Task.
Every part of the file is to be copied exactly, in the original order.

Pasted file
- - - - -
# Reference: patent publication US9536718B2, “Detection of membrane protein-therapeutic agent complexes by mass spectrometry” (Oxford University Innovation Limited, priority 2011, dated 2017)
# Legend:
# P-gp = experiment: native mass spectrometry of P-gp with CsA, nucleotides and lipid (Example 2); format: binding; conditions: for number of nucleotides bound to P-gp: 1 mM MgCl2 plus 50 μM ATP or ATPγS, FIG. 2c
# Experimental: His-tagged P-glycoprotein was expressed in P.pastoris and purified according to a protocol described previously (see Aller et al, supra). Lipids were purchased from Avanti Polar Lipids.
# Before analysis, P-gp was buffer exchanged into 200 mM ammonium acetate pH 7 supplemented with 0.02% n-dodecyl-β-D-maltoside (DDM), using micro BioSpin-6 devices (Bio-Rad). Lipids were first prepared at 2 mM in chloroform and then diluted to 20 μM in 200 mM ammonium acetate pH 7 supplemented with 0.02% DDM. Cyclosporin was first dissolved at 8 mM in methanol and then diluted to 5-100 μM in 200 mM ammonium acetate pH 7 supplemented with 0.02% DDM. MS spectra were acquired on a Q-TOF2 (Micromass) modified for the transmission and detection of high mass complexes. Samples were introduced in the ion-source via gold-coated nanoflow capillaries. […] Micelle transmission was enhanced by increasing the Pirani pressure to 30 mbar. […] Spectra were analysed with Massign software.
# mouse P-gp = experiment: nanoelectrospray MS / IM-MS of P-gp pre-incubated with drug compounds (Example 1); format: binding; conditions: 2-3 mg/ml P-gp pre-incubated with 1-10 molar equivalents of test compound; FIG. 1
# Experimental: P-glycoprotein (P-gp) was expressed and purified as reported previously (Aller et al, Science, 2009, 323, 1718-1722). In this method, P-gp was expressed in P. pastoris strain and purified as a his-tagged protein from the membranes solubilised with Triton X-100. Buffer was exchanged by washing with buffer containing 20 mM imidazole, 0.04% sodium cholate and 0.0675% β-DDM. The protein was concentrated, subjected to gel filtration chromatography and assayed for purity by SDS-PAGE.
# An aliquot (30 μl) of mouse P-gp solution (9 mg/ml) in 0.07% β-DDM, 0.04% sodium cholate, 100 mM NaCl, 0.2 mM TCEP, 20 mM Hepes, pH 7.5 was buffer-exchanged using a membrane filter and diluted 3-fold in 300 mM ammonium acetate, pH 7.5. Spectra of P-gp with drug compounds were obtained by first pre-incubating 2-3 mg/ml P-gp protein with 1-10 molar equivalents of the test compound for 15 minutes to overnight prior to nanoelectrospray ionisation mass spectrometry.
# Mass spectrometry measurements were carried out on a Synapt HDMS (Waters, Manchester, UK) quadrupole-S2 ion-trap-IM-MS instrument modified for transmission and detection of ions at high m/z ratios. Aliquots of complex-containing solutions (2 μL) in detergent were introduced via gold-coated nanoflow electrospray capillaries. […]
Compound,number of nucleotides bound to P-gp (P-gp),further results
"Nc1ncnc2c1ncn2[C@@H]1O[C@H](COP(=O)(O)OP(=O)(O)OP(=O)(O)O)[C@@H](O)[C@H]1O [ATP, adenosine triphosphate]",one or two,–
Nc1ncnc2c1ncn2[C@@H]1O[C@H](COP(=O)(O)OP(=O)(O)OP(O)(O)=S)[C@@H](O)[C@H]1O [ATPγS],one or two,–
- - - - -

# Reference: patent publication US9536718B2, “Detection of membrane protein-therapeutic agent complexes by mass spectrometry” (Oxford University Innovation Limited, priority 2011, dated 2017)
# Legend:
# P-gp = experiment: native mass spectrometry of P-gp with CsA, nucleotides and lipid (Example 2); format: binding; conditions: for number of nucleotides bound to P-gp: 1 mM MgCl2 plus 50 μM ATP or ATPγS, FIG. 2c
# Experimental: His-tagged P-glycoprotein was expressed in P.pastoris and purified according to a protocol described previously (see Aller et al, supra). Lipids were purchased from Avanti Polar Lipids.
# Before analysis, P-gp was buffer exchanged into 200 mM ammonium acetate pH 7 supplemented with 0.02% n-dodecyl-β-D-maltoside (DDM), using micro BioSpin-6 devices (Bio-Rad). Lipids were first prepared at 2 mM in chloroform and then diluted to 20 μM in 200 mM ammonium acetate pH 7 supplemented with 0.02% DDM. Cyclosporin was first dissolved at 8 mM in methanol and then diluted to 5-100 μM in 200 mM ammonium acetate pH 7 supplemented with 0.02% DDM. MS spectra were acquired on a Q-TOF2 (Micromass) modified for the transmission and detection of high mass complexes. Samples were introduced in the ion-source via gold-coated nanoflow capillaries. […] Micelle transmission was enhanced by increasing the Pirani pressure to 30 mbar. […] Spectra were analysed with Massign software.
# mouse P-gp = experiment: nanoelectrospray MS / IM-MS of P-gp pre-incubated with drug compounds (Example 1); format: binding; conditions: 2-3 mg/ml P-gp pre-incubated with 1-10 molar equivalents of test compound; FIG. 1
# Experimental: P-glycoprotein (P-gp) was expressed and purified as reported previously (Aller et al, Science, 2009, 323, 1718-1722). In this method, P-gp was expressed in P. pastoris strain and purified as a his-tagged protein from the membranes solubilised with Triton X-100. Buffer was exchanged by washing with buffer containing 20 mM imidazole, 0.04% sodium cholate and 0.0675% β-DDM. The protein was concentrated, subjected to gel filtration chromatography and assayed for purity by SDS-PAGE.
# An aliquot (30 μl) of mouse P-gp solution (9 mg/ml) in 0.07% β-DDM, 0.04% sodium cholate, 100 mM NaCl, 0.2 mM TCEP, 20 mM Hepes, pH 7.5 was buffer-exchanged using a membrane filter and diluted 3-fold in 300 mM ammonium acetate, pH 7.5. Spectra of P-gp with drug compounds were obtained by first pre-incubating 2-3 mg/ml P-gp protein with 1-10 molar equivalents of the test compound for 15 minutes to overnight prior to nanoelectrospray ionisation mass spectrometry.
# Mass spectrometry measurements were carried out on a Synapt HDMS (Waters, Manchester, UK) quadrupole-S2 ion-trap-IM-MS instrument modified for transmission and detection of ions at high m/z ratios. Aliquots of complex-containing solutions (2 μL) in detergent were introduced via gold-coated nanoflow electrospray capillaries. […]
Compound,number of nucleotides bound to P-gp (P-gp),further results
"Nc1ncnc2c1ncn2[C@@H]1O[C@H](COP(=O)(O)OP(=O)(O)OP(=O)(O)O)[C@@H](O)[C@H]1O [ATP, adenosine triphosphate]",one or two,–
Nc1ncnc2c1ncn2[C@@H]1O[C@H](COP(=O)(O)OP(=O)(O)OP(O)(O)=S)[C@@H](O)[C@H]1O [ATPγS],one or two,–